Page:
The Bauhaus Art School had a weaving workshop.

Into the Lab To Study Beauty

In a recent study by a Manhattan College psychology professor, an experiment was conducted that tried to define how simple shapes interact with the brain to create “beauty.” In this experiment, the participants were presented with a series of four different polygons. They were asked to rate them on a scale of one to seven, according to their level of ugliness or beauty.

The shapes were ones that you would not normally encounter in the real world. One was a random contour, another had mirror-image symmetry, and another had translational symmetry which is where one component can be slid into another. An example of translational symmetry is a honeycomb or repeating geometric pattern where one part of the pattern can be substituted for another. The final shape had rotational symmetry where the shape was turned around a point in either a clockwise or counterclockwise position.

What the experimenter found is that the participants spent more time looking at the polygon that was symmetrical than at any other shape. They preferred the mirror-image shape over all of the others. The experimenter went on to say that this has an evolutionary basis that has to do with choosing the perfect mate based on the symmetry of the body, but there we go back to the cave paintings again.

In addition to preferring symmetry, the participants also seemed to prefer the symmetrical shapes when presented vertically, rather than horizontally or at an angle. When it comes to rugs and carpets, this would make it seem like producing a breathtaking design would be as simple as creating a vertical carpet with a symmetrical design. One can certainly find examples of extraordinary beautiful rugs that use this principle.

One of the most common examples is medallion carpets that use both horizontal and vertical symmetry executed with precision. It also explains why one almost never sees a design that is oriented horizontally or placed at an angle. Many people think this would not be possible on a vertical weaving loom, but it would be possible, you just never see it. For some reason, it just would not seem right aesthetically.

Symmetry in rugs | Nazmiyal

Symmetrical shapes are often considered more beautiful.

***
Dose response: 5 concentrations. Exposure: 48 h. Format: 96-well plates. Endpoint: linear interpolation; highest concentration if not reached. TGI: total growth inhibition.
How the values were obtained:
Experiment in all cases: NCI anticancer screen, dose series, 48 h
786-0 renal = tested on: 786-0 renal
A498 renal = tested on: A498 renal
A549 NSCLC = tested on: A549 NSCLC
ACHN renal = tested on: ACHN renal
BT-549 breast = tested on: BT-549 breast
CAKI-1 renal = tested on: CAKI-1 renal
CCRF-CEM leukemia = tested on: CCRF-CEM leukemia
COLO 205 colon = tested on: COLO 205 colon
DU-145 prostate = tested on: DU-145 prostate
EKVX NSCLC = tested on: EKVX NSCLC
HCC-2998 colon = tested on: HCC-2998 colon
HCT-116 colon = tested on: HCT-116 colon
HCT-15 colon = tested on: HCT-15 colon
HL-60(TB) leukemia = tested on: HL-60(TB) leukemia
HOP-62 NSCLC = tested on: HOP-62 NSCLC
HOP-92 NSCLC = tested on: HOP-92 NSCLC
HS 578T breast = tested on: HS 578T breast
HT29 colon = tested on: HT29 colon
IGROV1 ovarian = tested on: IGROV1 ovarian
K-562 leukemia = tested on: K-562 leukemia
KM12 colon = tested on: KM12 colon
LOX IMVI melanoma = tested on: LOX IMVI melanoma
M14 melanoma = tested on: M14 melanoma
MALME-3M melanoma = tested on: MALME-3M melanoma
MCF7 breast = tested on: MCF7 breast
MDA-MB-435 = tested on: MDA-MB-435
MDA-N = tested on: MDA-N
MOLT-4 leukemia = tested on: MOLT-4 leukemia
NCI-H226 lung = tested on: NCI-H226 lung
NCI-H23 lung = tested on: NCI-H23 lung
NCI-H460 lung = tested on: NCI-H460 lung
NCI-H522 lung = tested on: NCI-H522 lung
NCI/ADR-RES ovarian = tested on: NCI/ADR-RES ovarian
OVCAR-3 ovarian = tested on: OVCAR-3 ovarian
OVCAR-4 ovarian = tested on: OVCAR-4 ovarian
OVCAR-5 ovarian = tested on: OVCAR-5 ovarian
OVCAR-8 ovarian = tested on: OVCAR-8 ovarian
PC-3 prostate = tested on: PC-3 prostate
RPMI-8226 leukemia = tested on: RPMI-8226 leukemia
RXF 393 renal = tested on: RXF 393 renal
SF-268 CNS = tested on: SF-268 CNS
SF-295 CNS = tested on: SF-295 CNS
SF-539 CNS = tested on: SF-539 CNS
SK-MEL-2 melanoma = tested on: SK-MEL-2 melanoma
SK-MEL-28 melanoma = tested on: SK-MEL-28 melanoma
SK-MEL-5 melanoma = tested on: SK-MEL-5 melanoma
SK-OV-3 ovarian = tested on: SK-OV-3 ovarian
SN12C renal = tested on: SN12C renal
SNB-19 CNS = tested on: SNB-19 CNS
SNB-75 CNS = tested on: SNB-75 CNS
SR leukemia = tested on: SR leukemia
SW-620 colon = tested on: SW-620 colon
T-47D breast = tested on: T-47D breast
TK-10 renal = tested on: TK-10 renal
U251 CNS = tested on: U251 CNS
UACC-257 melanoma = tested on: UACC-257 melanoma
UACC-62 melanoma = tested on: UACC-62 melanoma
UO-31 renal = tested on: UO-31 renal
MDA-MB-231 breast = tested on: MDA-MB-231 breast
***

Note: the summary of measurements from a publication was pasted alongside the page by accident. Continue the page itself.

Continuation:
Beauty And The Human Element

Although one can find examples where the symmetry principle is used to produce extraordinary fine rugs, one can also find breathtaking examples of tribal rugs that do not follow the formal rules of color combinations or symmetry. Yet, we find ourselves just as captivated by them. We find ourselves drawn to the whimsical charm and qualities of rustic carpets that are imperfectly executed, that have “flaws” in them or that are simplistic in their motifs. We love those that seem to have a child-like innocence and simplicity. So why are these beautiful rugs just as breathtaking as the formal schooled designs of the carpet production centers?

The answer to this lies in empathy. When we look at these “imperfect” carpets, we see the human who created it. It is a reflection of the elements that connect all of humanity. It is about connecting the humanity of the artist with the humanity of the viewer. We know that human hands touched every fiber of the carpet. We know that human hands picked the plants for the colors and raised the sheep that produced the wool. We see the human behind every element of the design.

The beauty of a great carpet is that you can connect with an artist who no longer walks the earth, but that you know they existed because you can touch and feel their work. You can stand on the same threads where those of past stood and touch some part of their material world. You can come to understand them a little more through the colors and designs that they chose. In doing so, we can come to understand ourselves a little more as well. We are back to why millions of visitors every year visit those simple cave paintings in France. It is the same reason why we must have a carpet produced during the Safavid Dynasty in our collection. It is about human connections and having something that transcends our place in time and history.